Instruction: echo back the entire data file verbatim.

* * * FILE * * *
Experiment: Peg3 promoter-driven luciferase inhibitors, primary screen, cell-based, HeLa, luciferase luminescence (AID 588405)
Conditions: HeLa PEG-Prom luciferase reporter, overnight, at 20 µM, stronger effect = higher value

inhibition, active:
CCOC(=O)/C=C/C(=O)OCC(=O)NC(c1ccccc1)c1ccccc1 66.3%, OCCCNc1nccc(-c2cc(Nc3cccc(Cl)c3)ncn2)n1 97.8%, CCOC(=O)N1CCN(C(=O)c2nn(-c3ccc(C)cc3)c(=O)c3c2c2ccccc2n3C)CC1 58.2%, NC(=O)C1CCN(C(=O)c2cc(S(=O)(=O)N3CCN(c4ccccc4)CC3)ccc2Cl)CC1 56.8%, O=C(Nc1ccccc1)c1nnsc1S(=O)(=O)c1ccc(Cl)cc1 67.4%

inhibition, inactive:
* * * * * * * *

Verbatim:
Experiment: Peg3 promoter-driven luciferase inhibitors, primary screen, cell-based, HeLa, luciferase luminescence (AID 588405)
Conditions: HeLa PEG-Prom luciferase reporter, overnight, at 20 µM, stronger effect = higher value

inhibition, active:
CCOC(=O)/C=C/C(=O)OCC(=O)NC(c1ccccc1)c1ccccc1 66.3%, OCCCNc1nccc(-c2cc(Nc3cccc(Cl)c3)ncn2)n1 97.8%, CCOC(=O)N1CCN(C(=O)c2nn(-c3ccc(C)cc3)c(=O)c3c2c2ccccc2n3C)CC1 58.2%, NC(=O)C1CCN(C(=O)c2cc(S(=O)(=O)N3CCN(c4ccccc4)CC3)ccc2Cl)CC1 56.8%, O=C(Nc1ccccc1)c1nnsc1S(=O)(=O)c1ccc(Cl)cc1 67.4%

inhibition, inactive: